As a little girl, I spent hours of my free time ensconced in cozy nooks and tiny chairs hidden between towering bookshelves in our local library. A friendly librarian noticed my love of reading and encouraged me to reach beyond the age-appropriate sections, taking the time to instruct me in the proper book-shelving etiquette and finer points of the cryptic Dewey decimal system.
But in truth, I was able to locate most of my favorite books not by numerical efficiency, but by spotting the familiar dust jacket on the shelf. Spine out, cover, or back-facing, I could identify the usual suspects immediately, and took comfort in the familiar typefaces and colorful depictions of important scenes from the story.
Years later, I remember roaming the no-longer-towering stacks of a nearby bookstore. and feeling more lost and confused than comforted. The titles were familiar — Alice, Matilda, Jane, David, the gang’s all here — but I no longer recognized the classics from their covers alone. The art had changed, often dramatically, and it occurred to me that these “new editions” would need to appeal to a much different audience than in the years of my own childhood.
Identifying a drooping interest in classic literature, the publishers clearly banded together to calculate what type of visual stimuli today’s buyers require in order to open their wallets. Longtime favorites received the royal treatment, those undying words wrapped in leather bindings, gilded, fanciful lettering, and sold in sets with their peers. Newer contributions become wildly colorful, with wrapped jackets that probably took longer to create than the authors took to write, and were marked with exorbitant prices and “special edition” stickers.
But as a beloved nanny certainly knew, a fancy wrapper and sugared coating can go a long way towards catching a child’s eye in a room full of other distractions. Call it what you will — rebranding, new marketing campaign, or my personal favorite, “updated” — but it works.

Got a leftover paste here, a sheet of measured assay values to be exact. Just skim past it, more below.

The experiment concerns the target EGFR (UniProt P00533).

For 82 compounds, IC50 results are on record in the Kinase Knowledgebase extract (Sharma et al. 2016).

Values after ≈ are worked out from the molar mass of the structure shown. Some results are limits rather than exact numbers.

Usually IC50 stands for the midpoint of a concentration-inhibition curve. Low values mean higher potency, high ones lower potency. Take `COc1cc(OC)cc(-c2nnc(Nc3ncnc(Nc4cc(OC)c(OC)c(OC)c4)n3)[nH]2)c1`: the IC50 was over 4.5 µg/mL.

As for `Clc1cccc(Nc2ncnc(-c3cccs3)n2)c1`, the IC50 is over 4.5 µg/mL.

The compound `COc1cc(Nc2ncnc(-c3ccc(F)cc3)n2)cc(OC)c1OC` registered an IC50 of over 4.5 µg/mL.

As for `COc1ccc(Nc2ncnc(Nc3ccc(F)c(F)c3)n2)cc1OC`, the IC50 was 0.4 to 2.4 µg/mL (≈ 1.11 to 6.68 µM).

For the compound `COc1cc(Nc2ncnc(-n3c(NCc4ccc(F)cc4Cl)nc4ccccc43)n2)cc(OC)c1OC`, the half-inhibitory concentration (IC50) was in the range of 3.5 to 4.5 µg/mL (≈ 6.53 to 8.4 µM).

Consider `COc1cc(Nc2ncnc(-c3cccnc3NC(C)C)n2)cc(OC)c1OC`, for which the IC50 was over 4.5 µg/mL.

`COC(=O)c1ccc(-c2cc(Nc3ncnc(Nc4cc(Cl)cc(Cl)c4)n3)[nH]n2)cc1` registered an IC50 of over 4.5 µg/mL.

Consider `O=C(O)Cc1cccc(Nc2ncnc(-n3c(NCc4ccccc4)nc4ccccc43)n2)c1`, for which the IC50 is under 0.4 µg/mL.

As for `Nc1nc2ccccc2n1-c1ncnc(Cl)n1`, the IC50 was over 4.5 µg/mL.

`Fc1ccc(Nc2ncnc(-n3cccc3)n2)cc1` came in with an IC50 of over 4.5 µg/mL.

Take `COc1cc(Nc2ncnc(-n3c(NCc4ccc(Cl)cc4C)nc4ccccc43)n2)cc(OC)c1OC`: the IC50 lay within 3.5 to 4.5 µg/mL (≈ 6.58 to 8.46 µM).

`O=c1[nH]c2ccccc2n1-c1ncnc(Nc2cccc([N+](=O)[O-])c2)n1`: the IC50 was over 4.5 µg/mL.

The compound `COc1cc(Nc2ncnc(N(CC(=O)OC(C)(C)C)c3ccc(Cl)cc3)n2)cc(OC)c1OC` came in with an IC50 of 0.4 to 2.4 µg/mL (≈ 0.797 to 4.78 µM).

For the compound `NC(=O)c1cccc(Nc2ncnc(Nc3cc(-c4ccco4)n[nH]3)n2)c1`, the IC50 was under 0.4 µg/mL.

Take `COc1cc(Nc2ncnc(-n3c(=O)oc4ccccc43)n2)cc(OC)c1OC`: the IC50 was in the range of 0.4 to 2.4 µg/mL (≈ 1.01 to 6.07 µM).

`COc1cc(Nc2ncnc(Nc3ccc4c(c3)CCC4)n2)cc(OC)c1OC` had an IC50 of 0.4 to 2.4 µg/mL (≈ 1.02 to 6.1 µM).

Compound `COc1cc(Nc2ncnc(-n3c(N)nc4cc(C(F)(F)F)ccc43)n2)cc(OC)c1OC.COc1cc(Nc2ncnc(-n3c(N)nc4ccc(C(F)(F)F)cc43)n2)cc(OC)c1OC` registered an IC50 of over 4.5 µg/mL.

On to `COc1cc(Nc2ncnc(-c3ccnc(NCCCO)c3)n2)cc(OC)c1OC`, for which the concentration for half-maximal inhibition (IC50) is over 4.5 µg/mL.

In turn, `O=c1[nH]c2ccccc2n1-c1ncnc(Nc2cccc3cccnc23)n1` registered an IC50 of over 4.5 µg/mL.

This anecdote is what came to mind when I first viewed the latest releases from the world of diamond campaigning. The two new ads are an attempt to reach the Me generation on their level, re-packaging the traditional messaging of love = diamonds into something with equal parts playfulness, sex appeal, and a down-to-earth acknowledgement that relationships can come in many forms.
Regardless of the quality of this content (debatable) and questionable length (a little too long), the surprising clarity of the message is what interests me most. Marriage is no longer the cornerstone of our society’s structure, but that doesn’t mean the concept of long-term love and devotion has fallen by the wayside. It has simply transformed, and in order to remain relevant in a landscape that no longer resembles the white picket fences of yesterday to an astonishing number of people under 40, our communication must perforce change along with it.
While I’m not really a member of the target demographic, I can absolutely see the strengths in this type of merchandising. These ads appeal to me far more than the usual run of predictable romantic interludes and lame last-minute gift plugs, so perhaps they’ll have some real staying power and will begin to turn the attention of the next buying wave back to the idea diamond jewelry as an enduring statement of… well, whatever they want it to say.
I’d love to hear your reactions to this new direction. Have a look, share it around, and please share your thoughts.